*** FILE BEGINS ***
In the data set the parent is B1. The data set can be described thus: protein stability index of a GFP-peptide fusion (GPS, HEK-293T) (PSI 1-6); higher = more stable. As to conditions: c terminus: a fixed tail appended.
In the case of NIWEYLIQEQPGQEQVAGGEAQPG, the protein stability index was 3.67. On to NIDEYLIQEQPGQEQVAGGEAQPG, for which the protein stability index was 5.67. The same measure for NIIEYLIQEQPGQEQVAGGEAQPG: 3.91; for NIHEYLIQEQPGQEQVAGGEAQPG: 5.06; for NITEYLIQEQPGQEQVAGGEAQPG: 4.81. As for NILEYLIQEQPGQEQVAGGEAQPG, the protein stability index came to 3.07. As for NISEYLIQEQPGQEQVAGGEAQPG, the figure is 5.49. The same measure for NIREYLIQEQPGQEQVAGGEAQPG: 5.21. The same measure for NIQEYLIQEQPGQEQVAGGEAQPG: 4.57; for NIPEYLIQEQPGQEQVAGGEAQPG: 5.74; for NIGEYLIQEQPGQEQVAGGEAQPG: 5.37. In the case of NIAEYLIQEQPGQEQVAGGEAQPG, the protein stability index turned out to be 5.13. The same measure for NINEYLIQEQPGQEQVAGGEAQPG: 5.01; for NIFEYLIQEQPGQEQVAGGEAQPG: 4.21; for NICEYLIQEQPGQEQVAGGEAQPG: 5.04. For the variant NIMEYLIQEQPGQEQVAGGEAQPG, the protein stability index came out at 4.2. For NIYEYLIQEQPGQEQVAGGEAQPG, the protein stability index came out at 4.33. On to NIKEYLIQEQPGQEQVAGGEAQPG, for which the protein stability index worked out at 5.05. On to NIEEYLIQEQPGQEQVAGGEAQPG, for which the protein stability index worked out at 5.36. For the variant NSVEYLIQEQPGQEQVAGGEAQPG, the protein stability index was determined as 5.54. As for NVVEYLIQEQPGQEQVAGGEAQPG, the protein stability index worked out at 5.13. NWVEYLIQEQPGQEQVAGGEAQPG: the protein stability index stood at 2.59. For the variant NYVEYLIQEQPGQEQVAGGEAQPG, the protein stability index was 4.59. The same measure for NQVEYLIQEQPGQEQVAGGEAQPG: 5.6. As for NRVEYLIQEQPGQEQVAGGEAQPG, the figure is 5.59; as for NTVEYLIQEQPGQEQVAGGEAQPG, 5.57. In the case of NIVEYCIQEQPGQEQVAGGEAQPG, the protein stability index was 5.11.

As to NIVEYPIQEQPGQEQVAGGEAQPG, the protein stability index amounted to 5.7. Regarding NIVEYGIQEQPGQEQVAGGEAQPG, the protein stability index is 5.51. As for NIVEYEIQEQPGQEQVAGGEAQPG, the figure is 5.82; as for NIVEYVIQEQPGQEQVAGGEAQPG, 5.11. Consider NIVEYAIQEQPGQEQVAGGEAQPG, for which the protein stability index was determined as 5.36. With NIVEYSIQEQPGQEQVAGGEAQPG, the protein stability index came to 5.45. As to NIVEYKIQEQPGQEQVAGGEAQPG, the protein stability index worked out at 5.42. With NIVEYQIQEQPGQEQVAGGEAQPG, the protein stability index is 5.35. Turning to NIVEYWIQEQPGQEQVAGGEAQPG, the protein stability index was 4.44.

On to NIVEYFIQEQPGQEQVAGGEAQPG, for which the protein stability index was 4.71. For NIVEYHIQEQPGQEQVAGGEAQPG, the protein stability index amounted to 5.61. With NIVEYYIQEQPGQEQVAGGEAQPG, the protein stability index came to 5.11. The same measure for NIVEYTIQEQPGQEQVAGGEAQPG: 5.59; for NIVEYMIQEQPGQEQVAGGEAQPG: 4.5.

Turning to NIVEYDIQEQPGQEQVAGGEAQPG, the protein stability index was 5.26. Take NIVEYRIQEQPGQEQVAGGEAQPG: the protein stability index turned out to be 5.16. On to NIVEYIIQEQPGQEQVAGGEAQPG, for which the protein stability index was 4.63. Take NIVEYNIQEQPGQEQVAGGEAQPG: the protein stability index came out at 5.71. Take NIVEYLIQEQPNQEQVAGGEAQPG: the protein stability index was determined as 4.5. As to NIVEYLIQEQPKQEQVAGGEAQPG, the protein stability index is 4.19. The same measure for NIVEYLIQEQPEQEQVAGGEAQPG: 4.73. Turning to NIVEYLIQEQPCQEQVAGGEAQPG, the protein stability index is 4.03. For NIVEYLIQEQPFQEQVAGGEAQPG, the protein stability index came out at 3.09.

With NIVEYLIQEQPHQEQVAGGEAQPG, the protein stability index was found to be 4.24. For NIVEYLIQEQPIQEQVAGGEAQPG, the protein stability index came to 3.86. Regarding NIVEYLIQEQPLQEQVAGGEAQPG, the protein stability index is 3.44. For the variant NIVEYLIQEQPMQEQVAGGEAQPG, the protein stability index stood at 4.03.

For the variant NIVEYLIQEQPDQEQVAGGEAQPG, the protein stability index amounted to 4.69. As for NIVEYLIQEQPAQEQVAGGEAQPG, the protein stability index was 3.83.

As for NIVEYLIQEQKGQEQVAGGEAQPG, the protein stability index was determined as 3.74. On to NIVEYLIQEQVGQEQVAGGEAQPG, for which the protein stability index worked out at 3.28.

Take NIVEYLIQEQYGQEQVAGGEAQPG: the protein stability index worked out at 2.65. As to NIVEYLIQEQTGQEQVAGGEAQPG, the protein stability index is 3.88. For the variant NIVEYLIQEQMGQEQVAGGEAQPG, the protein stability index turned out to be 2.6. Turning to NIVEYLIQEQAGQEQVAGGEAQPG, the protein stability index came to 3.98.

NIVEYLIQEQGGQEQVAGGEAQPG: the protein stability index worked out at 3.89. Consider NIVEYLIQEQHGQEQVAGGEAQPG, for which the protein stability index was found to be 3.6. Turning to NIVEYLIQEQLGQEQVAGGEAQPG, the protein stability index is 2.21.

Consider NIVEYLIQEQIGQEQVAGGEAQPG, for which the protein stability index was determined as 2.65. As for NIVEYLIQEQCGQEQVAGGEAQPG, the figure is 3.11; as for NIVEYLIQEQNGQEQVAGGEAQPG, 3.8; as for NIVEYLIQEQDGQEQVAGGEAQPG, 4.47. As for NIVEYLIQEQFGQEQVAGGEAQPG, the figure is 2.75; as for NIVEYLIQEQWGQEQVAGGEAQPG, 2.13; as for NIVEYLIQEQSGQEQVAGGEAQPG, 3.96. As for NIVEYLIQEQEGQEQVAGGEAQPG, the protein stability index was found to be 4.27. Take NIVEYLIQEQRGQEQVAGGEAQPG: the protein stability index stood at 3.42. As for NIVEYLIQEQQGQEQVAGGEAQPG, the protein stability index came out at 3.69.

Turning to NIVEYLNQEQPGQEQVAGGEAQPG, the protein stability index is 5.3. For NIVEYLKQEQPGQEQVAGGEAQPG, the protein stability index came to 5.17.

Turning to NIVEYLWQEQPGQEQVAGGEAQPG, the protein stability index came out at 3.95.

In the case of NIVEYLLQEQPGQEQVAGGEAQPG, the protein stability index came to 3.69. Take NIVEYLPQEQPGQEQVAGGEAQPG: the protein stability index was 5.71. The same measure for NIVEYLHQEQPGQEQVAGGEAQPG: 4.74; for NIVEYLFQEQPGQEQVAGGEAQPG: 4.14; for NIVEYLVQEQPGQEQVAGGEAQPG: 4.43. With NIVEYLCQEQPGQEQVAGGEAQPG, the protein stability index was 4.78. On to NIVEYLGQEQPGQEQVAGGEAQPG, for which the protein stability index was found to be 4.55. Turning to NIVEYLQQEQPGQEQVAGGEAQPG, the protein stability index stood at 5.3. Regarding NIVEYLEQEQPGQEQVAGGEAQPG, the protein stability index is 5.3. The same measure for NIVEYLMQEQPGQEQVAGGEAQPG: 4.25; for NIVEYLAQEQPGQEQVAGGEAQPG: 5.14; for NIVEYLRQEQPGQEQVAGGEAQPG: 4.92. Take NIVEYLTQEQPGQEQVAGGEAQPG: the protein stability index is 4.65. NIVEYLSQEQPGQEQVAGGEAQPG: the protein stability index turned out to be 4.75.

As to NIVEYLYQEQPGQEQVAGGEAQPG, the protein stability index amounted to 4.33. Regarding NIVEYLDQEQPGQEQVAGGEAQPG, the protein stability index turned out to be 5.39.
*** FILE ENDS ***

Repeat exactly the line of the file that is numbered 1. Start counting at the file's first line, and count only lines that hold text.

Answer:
In the data set the parent is B1. The data set can be described thus: protein stability index of a GFP-peptide fusion (GPS, HEK-293T) (PSI 1-6); higher = more stable. As to conditions: c terminus: a fixed tail appended.